ABUJA, Nigeria — Nigeria’s new president was sworn in on Friday and pledged to tackle Boko Haram “head on,” asserting the fight against the Islamic extremists wouldn’t be won until hundreds of schoolgirls abducted last year and other kidnapping victims were brought home alive.

Muhammadu Buhari’s new administration won a signal of support from the United States, which indicated it was prepared to increase military aid.

The inauguration turned into a nationwide celebration by Nigerians welcoming their country’s newly reinforced democracy after Buhari became the first candidate to defeat a sitting president at the polls since the end of military rule in 1999.

With dancing and the release of white doves symbolizing peace, Nigerians hailed the handover of power in an African nation marked by superlatives: the most populous nation, the biggest oil producer, the largest economy.

Nigeria also confronts the most deadly conflict on the continent – the insurgency by Boko Haram that has killed more than 13,000 people and driven more than 1.5 million from their homes.

Blaming official bungling, negligence, complacency and collusion for allowing the Islamic extremists to grow into “a terrifying force,” Buhari pledged to take on Nigeria’s myriad problems.

“We are going to tackle them head on,” he declared.

“But we cannot claim to have defeated Boko Haram without rescuing the Chibok girls and all other innocent persons held hostage by insurgents,” he said, referring to the hundreds of girls seized more than a year ago from their school in Chibok in northeastern Borno state.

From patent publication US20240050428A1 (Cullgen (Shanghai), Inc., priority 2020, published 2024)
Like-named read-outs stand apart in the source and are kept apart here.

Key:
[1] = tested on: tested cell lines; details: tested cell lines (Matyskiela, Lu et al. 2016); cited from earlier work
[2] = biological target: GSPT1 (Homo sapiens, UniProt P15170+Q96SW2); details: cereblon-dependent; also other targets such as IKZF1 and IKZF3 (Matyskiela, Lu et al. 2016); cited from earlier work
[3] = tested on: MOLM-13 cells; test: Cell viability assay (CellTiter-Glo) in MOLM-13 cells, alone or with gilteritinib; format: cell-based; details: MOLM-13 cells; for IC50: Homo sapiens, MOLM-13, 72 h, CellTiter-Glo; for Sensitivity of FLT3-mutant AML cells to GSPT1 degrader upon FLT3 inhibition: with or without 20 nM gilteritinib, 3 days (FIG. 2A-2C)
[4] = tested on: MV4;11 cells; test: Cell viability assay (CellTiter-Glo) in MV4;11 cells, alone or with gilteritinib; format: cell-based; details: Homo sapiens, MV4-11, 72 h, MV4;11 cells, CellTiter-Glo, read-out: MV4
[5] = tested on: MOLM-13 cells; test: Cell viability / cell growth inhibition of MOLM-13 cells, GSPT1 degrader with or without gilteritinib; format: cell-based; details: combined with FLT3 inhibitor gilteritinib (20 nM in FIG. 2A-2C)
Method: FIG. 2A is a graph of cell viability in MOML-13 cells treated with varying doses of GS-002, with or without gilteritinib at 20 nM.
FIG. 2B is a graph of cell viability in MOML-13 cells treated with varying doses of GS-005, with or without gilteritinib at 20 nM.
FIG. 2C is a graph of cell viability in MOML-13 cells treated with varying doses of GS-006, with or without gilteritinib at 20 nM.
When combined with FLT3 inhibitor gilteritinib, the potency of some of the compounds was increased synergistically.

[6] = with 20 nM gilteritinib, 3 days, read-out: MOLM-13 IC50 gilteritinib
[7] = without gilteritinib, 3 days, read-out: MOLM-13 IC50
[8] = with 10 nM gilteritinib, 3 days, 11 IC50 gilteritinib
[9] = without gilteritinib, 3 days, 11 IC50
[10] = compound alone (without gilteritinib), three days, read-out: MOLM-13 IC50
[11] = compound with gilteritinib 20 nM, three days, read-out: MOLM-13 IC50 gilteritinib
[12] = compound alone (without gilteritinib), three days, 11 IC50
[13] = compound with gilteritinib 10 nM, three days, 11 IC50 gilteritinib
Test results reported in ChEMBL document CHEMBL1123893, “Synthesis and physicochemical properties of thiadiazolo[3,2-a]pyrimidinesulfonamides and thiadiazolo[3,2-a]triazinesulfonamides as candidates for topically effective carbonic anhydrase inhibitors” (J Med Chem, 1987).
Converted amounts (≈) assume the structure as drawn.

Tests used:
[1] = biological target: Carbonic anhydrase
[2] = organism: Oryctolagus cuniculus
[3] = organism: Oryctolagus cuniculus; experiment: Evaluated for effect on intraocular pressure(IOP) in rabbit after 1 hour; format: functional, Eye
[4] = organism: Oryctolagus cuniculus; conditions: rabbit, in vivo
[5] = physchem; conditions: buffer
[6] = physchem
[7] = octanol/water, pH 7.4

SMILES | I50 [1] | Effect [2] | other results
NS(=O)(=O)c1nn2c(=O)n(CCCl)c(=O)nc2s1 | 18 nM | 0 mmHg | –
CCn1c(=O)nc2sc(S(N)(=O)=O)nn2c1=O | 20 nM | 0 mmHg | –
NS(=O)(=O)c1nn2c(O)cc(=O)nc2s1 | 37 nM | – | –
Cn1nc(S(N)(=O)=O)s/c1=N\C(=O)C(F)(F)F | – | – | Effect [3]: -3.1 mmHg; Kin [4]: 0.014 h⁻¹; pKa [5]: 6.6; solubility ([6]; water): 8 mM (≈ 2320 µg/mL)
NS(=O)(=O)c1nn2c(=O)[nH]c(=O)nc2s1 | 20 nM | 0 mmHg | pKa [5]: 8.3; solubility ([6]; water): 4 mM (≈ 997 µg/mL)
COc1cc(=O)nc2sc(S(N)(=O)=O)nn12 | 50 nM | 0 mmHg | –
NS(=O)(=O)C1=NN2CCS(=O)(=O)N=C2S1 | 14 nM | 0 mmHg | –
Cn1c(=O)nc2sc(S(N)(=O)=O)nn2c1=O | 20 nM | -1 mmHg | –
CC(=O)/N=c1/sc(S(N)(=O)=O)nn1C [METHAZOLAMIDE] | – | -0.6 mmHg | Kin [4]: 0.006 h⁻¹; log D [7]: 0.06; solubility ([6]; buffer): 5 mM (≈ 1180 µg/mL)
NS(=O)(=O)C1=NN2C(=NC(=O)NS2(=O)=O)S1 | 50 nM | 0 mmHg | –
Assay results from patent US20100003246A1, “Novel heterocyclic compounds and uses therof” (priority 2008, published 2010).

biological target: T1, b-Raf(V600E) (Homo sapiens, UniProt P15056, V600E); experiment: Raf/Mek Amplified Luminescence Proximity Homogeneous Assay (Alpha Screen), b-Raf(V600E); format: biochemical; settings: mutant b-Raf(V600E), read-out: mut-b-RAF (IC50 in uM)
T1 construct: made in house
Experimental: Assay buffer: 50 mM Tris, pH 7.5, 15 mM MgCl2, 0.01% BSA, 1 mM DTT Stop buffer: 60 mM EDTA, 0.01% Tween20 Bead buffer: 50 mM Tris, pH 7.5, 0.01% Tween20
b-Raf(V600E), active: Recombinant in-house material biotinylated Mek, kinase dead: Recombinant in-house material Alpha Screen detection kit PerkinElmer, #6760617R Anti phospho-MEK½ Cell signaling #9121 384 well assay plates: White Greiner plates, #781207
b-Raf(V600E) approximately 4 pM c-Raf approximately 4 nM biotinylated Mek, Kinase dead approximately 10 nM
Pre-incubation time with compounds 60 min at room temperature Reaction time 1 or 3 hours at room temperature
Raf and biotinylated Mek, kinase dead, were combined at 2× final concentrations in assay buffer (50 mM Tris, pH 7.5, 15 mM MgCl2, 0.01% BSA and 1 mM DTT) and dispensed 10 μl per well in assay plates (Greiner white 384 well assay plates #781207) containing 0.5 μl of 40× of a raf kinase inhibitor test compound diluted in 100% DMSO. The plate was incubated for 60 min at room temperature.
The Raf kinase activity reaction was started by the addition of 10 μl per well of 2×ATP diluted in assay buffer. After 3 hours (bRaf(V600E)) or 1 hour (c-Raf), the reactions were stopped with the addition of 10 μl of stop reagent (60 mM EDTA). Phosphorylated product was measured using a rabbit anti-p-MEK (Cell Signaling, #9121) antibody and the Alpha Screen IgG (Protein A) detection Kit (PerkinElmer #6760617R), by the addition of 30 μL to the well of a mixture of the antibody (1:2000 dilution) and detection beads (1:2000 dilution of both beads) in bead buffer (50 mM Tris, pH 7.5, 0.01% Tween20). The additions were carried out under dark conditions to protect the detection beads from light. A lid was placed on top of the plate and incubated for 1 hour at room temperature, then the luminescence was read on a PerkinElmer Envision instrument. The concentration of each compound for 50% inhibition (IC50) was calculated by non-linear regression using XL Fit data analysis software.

The military has freed hundreds of captured women and children in recent weeks as it hemmed Boko Haram into its stronghold in the Sambisa Forest, but there has been no word of the schoolgirls whose abduction brought an international outcry.

U.S. Secretary of State John Kerry was the first foreign official to meet with Nigeria’s new leader after the inauguration, accompanied by head of U.S. Africa Command, Gen. David M. Rodriguez. A senior State Department official said Washington was ready to increase military aid and could quickly send more advisers.

The 72-year-old Buhari had earlier pledged to root out human rights violations by the Nigerian military – abuses that had prevented full military cooperation from the U.S. and Britain.

Departing President Goodluck Jonathan last year halted U.S. training of a battalion of Nigerian troops to fight Boko Haram. No reason was given but his officials had expressed anger at U.S. refusals to sell Nigeria weapons, including helicopter gunships.


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